FAMU Day at the Capitol Celebrates University’s Accomplishments

February 23, 2024
Robinson with FAMU Students at Day at the Capitol
FAMU Day at the Capitol Celebrates University’s Accomplishments

President Robinson touted the University’s student success initiatives as he advocated for legislative funding.

Florida A&M University President Larry Robinson, Ph.D., led a large gathering of devoted alumni, students, faculty, and staff to the state Legislature Wednesday for the annual day of advocating for the institution’s legislative priorities.

Speaking on the steps of the Capitol Courtyard at the start of FAMU Day at the Capitol (DATC) festivities, Robinson lauded the University’s accomplishments in student success and other metrics as he sought legislative support for the institution’s 2023-2024 budget requests.

Legislative Black Caucus Members

Members of the Florida Senate honor FAMU from the Senate floor.(Credit: Glenn Beil)


“Results matter. Funding matters. We are seeing increases in our retention and graduation rates as part of our student success initiatives,” Robinson said. “It’s a great time to be a Rattler, but we can’t rest on our laurels. Our task is incomplete. We are requesting from the Legislature $45.5 million in recurring funding to accelerate our efforts to be among the top-tier of State University System institutions in the Florida Board of Governors’ Performance Metrics.”

Among our other top priorities for the 2024 Legislative Session:

  • $13.1 million recurring budget request from the FAMU-FSU College of Engineering in its drive to become a top 50 engineering school.  Ensuring adequate financial support for undergraduate and graduate students, attracting, and retaining exceptional faculty who can contribute significantly to research and educational objectives. Recruiting highly motivated and skilled staff members who can effectively support operations and contribute to the overall success of the FAMU-FSU College of Engineering.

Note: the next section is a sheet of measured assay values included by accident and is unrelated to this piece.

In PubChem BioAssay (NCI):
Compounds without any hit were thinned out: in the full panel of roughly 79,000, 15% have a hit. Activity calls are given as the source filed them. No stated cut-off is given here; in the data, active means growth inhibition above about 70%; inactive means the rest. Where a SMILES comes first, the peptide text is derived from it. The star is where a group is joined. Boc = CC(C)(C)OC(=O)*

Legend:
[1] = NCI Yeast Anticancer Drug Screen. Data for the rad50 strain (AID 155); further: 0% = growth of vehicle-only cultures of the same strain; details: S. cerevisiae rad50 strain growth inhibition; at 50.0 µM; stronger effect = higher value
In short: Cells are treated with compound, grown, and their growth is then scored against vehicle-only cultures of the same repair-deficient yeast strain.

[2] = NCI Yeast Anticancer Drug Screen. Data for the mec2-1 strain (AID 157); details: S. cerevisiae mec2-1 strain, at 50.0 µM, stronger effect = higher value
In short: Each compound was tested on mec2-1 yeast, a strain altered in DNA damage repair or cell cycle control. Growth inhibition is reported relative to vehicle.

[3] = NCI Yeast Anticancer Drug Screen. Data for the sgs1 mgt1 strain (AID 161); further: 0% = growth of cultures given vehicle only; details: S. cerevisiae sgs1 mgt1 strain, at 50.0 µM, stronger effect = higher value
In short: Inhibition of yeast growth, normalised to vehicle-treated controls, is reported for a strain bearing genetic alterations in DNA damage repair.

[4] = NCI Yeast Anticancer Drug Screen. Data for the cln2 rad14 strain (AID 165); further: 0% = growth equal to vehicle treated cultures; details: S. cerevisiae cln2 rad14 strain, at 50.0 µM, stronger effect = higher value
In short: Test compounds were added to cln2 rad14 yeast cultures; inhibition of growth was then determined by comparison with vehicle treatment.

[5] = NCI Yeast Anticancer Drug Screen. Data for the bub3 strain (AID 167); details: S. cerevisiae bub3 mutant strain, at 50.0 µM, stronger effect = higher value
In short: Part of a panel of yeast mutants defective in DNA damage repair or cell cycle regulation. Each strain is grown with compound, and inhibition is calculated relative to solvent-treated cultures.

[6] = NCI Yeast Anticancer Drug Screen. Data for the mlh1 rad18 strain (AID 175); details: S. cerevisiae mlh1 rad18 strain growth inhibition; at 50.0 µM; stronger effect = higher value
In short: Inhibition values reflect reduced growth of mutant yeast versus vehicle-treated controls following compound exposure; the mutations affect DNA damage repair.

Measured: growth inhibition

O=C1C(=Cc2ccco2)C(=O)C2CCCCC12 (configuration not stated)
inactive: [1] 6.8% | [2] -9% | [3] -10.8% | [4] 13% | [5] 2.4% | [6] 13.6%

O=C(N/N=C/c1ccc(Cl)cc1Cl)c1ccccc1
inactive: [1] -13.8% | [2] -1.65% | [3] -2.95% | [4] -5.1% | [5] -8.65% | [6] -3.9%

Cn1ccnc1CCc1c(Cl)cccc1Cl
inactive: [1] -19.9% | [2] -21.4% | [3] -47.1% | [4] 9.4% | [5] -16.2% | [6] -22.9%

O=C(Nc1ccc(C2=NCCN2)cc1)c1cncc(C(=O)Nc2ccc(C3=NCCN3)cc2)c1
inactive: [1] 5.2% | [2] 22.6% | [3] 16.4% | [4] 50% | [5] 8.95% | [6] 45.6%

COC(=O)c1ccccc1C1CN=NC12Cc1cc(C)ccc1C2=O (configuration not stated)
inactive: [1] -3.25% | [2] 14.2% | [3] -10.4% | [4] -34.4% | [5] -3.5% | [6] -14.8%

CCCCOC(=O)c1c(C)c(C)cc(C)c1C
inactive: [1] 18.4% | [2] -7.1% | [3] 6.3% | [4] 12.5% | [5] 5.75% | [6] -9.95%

• $29 million for renovation of the School of Business and Industry (SBI) South. Originally built in 1982 under the leadership and vision of legendary SBI Dean Sybil Mobley, the 49,100-square-feet structure was renovated more than a quarter century ago. SBI is one of FAMU’s signature programs. SBI alumni are excelling in executive suites and board rooms across the country. America’s top companies are aggressively recruiting our students. Those students deserve a facility consistent with their excellence. The five-story structure’s ceilings and floors need replacing; so, do the bathrooms, which need to be ADA compliant. The original HVAC equipment also needs to be replaced. A generator and emergency power grid should be installed throughout the facility.
  • $19.1 million for the Chemical and Biological Laboratory Research Center. This center will provide research and study space to facilitate interdisciplinary research conducted by faculty, students and staff in STEM and health related disciplines. It will increase research productivity, including STEM grant awards and research expenditures and an enhanced cadre of competitive graduates for employment in high-need STEM disciplines.

As part of FAMU DATC, delegations of students and staff and alumni visited legislators to advocate for the University’s budgetary needs. Colleges and schools had displays on the second and third floor rotundas. Attendees also took time to acknowledge the work of former FAMU government relations director Barbara Cohen-Pippin, who died on January 27, 2024.

FAMU DATC efforts received a boost from Chancellor of the State University System Ray Rodrigues.

Ray Rodrigues

SUS Chancellor Ray Rodrigues addresses FAMU Day at the Capitol attendees.(Credit:Glenn Beil)


“We have a governor who supports higher education; we have friends in the House and Senate who support higher education. All of them support FAMU,” Rodrigues said at the kickoff event for FAMU DATC. “We are going to work hard to have a successful session so we can continue to make the necessary investments in FAMU, so we can continue this rise. I commend you for the job you’ve done, and we will be there to support you for the job you are going to do.”